It seems like not enough children in England are clapping - according to the Children Society's Good Childhood Report. English school children are almost top of the league for unhappiness when compared to 15 countries around the world.
This study, carried out in collaboration with the University of York, is part of the larger Children's World Survey which was first undertaken in 2011. The project aims to explore children's perspectives on their lives and wellbeing and to understand how these compare against children in other countries.
The key message from this research seems at first glance to be that English school children are not doing well in the happiness stakes when compared with European counterparts or children from further afield (for example in Ethiopia and South Korea).
Unhappiness in this instance covers a range of measures from dissatisfaction with school life, experience of bullying and consequent lack of self-esteem and poor body image (the latter particularly in girls). The Children's Society report does make the case for action and others have already made the economic case for investing in the wellbeing of children.
It is important however not to over-egg the message - a large majority of children are doing well. For example, other international sources of data (such as the World Health Organisation's Social determinants of health and well-being among young people) make it clear that while there might be inter-country differences, most young people report their life satisfaction to be high. For example, in a 2012 survey - around 75% of Turkish 11 year olds reported high life satisfaction (the lowest percentage achieved in around 40 countries) rising to a high of 95% in Armenian adolescents.
Ensuring that children have the ability to be happy and maintain a sense of wellbeing even when things get tough should be an important concern for those interested in their welfare. There is also much existing research that demonstrates that promoting wellbeing at an early age can create the foundations for healthy behaviours, educational attainment and doing well in later life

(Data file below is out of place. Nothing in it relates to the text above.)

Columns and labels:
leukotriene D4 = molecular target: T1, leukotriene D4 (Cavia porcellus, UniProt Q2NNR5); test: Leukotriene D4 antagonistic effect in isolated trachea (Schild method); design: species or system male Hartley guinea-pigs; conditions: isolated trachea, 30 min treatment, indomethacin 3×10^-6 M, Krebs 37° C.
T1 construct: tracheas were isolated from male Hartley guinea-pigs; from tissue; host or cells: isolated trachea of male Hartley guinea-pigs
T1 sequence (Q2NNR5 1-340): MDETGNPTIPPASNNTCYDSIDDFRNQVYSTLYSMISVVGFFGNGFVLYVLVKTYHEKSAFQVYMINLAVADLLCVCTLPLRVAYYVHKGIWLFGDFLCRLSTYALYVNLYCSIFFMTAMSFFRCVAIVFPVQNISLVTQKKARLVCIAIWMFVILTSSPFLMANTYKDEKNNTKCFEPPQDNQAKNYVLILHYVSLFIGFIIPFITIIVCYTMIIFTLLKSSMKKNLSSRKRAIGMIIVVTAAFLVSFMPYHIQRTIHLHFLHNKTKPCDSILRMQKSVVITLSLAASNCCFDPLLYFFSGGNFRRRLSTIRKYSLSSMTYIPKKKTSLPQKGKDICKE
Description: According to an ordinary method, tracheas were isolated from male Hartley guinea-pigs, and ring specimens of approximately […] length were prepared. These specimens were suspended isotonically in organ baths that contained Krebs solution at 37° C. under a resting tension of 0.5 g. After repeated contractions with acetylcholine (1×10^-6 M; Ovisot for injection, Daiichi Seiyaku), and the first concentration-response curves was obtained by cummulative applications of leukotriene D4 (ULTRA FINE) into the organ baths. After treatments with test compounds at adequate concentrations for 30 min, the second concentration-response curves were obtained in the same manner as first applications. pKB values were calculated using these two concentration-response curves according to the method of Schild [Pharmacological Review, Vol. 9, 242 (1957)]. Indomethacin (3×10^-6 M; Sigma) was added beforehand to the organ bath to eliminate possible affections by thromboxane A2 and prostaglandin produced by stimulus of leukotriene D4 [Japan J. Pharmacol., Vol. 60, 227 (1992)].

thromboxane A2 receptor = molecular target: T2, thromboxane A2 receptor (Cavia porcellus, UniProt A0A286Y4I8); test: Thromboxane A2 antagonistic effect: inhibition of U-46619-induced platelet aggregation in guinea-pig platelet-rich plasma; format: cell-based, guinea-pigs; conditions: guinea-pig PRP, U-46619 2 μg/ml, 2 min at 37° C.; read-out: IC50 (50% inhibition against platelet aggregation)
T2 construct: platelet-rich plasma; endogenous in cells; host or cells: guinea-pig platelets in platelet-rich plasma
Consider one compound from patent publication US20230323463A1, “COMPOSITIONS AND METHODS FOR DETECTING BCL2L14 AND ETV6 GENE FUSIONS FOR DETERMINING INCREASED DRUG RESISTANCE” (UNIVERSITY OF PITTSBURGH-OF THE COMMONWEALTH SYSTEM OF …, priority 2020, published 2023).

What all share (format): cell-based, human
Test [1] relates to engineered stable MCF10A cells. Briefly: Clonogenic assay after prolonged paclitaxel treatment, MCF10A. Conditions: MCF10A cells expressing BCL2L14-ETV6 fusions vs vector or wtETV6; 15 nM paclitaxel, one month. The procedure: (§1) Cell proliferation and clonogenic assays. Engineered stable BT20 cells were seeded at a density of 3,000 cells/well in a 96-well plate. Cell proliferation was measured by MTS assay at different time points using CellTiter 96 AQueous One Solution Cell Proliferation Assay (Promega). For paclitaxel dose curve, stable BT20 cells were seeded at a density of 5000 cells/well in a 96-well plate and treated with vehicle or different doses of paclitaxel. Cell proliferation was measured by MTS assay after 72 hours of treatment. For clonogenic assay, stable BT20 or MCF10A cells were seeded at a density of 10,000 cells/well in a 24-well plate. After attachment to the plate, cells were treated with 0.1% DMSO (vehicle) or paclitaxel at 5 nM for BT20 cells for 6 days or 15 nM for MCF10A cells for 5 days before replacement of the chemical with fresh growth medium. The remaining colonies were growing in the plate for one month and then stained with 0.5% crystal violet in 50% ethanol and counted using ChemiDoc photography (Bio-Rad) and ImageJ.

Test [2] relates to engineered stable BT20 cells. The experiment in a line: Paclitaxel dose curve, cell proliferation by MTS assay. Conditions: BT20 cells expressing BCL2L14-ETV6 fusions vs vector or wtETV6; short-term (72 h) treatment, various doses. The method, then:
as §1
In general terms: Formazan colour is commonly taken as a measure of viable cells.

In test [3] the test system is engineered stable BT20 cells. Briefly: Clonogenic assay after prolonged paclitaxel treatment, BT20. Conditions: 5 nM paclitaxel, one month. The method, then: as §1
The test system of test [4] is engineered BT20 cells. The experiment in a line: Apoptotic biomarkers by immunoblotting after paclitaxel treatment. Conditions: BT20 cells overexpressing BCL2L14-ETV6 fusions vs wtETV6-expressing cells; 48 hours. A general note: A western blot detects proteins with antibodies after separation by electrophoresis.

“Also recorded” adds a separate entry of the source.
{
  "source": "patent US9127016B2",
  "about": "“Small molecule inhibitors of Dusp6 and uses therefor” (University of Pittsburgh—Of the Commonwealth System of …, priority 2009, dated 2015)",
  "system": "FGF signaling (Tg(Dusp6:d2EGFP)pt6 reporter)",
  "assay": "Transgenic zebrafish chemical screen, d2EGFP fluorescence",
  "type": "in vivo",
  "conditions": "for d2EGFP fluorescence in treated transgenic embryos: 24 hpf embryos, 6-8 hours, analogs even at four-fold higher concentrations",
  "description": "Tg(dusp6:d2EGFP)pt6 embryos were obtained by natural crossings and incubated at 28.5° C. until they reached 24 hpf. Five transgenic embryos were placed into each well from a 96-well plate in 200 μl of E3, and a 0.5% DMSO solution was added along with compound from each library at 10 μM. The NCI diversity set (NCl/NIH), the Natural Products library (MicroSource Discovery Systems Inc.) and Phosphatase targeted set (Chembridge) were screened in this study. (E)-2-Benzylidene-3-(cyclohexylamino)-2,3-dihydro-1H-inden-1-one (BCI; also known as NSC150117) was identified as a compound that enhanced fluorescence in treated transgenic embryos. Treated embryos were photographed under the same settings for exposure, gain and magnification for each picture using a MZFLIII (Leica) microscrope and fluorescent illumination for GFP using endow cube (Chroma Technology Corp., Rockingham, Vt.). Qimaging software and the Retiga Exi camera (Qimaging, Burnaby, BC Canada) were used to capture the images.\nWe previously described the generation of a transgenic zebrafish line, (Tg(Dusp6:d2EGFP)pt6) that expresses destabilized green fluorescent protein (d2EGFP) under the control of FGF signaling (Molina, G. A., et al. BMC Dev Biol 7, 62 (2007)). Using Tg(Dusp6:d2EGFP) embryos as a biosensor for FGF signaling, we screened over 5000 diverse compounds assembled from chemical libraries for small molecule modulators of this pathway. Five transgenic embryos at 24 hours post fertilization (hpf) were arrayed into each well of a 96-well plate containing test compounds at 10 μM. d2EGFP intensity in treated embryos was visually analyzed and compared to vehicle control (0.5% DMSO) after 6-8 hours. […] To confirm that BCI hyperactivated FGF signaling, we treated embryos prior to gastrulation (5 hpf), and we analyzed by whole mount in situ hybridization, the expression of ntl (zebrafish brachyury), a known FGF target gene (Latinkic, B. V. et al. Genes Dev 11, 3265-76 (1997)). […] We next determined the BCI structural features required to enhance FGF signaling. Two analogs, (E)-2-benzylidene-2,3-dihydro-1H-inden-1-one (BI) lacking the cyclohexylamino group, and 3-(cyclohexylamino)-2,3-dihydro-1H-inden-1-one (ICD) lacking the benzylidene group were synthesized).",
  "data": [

So what can be done? Survey instruments like the one used by the Children's Society are useful to provide a snapshot of the current status of phenomenon such as wellbeing, and league tables can be beneficial if they spark an interest in policy makers to take action and improve things.
But what is it that we are trying to improve? The Children's Society use a variety of measures to tap into children's 'happiness'. They include such things as: whether they feel satisfied with their lives now; believing that they will have a bright future; a sense of safety where they live; and the quality of social relationships at home, school and in the neighbourhood. Effective actions can only stem from these ideas if we understand how they connect together to realise a vision that has been created with children to secure a positive and productive future.
A starting point for such a vision should be an agreement amongst adults that children should be 'seen and heard'- not just the former. Children's voices are important as well as the creation of an environment which allows them to grow up happy and with the skills and competence to do well in life, not only for themselves but also for others or the 'common good'. Taking a positive approach to child development can lead to a sense of wellbeing that is accompanied with good problem solving skills, social competence and sense of purpose.
We can't all be happy all of the time - but the more we provide children as they are growing up with opportunities to accumulate the skills and competences that help them deal with problems as they arise - the more likely they are to maintain a sense of wellbeing (or happiness) most of the time.
Increasingly, the notion of asset based work is deemed to be a successful way of helping children to do this. The World Health Organisation has documented the case for such an approach already (Social Cohesion for Wellbeing: an asset model) which involves listening to children; helping them develop a sense of belonging; improving their ability to make positive connections and to have a 'sense of coherence' that allows them to make sense of the world they live in and to have a sense of purpose. Put another way the more opportunities young people have in childhood and adolescence to experience and accumulate the positive effects of protective factors that outweigh risk factors, the more likely they are to achieve and sustain mental health and well-being across their life course.
If more emphasis is placed on this approach by policy makers, commissioners of services and all those with a responsibility for improving outcomes for children we would get more clapping. Parents don't need to worry - they won't be clapping all of the time. It's just that children will be better equipped to deal with challenges as they arise and more able to quickly regain an equilibrium of wellbeing once the challenges have been overcome.
Antony Morgan, Professor of Public Health at GCU London